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Somatoform: My Experience

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What Is Somatoform?

Somatoform disorder is a mental health condition that causes a person to feel physical pain when experiencing anxiety or being triggered by memories or smells. There is now evidence of actual association with somatoform symptoms and past distressing life experiences.

The main symptoms in identifying somatoform disorders may include:

  • Persistent abdominal pain, headaches, joint pain (for me a choking sensation and feelings of anger and panic)
  • Poor concentration, dizziness and moodiness, depression
  • Loss or disturbance of motor functions

Symptoms can start in childhood or early adolescents.

My Early Memories

My earliest memory of realizing that something was wrong when I was 12 years old. I was in the care of social services and living in a convent children's home. I had gone over to the convent to have my weekly guitar lesson with one of the house nuns.

During the lesson, I noticed she was making odd throat noises which I found upsetting and stressful. I put this situation down to the stress of my lesson. I remember that I had experienced pain in my abdomen area, which spread to my throat causing me to experience a choking feeling. I did not mention this experience because at the time I did not feel that the staff team and social worker assigned to look after me would understand or supply me with any support.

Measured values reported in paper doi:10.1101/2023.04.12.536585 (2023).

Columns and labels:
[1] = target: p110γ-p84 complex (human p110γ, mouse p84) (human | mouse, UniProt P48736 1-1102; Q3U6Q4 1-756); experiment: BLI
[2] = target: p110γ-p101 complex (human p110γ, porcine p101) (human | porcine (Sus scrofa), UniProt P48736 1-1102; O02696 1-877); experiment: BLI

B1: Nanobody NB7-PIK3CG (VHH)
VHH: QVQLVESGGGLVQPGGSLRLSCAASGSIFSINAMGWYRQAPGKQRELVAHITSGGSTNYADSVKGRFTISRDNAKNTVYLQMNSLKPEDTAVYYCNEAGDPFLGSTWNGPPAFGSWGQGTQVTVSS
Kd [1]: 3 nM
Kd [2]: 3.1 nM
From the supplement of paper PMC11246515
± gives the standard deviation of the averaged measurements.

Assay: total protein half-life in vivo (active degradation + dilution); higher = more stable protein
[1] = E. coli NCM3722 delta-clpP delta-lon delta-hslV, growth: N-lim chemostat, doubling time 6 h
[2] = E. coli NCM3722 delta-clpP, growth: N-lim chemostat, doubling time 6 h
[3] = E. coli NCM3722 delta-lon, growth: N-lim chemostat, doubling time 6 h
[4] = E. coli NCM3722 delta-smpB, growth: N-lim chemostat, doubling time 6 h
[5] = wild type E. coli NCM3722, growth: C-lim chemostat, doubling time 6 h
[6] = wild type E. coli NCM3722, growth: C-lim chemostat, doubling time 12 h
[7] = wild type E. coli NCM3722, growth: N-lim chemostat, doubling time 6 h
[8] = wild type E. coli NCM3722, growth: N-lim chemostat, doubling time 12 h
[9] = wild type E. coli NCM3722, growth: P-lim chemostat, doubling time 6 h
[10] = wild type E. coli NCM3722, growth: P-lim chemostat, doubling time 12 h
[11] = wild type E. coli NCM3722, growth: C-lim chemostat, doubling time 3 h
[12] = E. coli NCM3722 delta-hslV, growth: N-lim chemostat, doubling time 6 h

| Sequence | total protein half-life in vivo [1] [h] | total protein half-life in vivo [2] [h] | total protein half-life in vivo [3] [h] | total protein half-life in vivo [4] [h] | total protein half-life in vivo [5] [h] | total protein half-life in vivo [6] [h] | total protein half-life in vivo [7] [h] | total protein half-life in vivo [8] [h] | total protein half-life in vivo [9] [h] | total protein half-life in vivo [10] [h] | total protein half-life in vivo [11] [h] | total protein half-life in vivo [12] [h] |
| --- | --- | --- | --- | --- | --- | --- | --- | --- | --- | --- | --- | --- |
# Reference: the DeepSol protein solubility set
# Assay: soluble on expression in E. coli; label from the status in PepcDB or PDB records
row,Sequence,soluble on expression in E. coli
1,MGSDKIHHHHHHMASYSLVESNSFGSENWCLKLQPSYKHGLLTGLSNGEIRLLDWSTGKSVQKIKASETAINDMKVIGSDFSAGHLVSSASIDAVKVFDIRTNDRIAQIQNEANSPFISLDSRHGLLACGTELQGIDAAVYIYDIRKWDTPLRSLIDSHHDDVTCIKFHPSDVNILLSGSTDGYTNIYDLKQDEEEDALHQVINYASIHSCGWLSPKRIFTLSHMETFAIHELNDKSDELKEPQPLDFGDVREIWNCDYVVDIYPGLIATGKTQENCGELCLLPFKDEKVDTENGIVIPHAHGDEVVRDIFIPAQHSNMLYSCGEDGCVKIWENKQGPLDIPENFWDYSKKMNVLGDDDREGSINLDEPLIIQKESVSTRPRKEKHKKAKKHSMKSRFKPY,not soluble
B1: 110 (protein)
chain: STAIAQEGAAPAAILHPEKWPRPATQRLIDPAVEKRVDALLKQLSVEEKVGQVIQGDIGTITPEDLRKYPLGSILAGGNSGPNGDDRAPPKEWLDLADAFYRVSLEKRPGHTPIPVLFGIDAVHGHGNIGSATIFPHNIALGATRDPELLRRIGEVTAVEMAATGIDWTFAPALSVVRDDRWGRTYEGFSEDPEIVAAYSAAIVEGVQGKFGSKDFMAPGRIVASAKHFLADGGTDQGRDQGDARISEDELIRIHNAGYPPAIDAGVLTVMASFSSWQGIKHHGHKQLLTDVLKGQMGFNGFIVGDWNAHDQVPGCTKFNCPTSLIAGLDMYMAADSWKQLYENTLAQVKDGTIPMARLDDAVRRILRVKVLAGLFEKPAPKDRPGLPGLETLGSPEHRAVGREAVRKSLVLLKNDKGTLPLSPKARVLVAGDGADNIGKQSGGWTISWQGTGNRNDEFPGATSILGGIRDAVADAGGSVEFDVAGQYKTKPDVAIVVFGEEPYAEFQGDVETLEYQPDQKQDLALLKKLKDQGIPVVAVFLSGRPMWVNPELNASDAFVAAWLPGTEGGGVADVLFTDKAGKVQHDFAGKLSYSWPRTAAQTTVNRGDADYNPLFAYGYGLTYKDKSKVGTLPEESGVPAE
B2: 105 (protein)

This situation occurred in the days when counselling support for loss or bereavement were not offered by social services or the care sector. I was aware that my family had their own issues: My Dad was a distant person and my mother had died when I was three years old.

Psychiatric Hospital Admission

I then went on to attend a boarding school for girls (privately funded). I mention this because I was the first girl in the care of social services to be paid for to attend a private boarding school.

My noise problem persisted but was worse because I was constantly in the company of hundreds of girls and living on a dormitory which provided little privacy. The school sought help for me via a psychiatrist from York.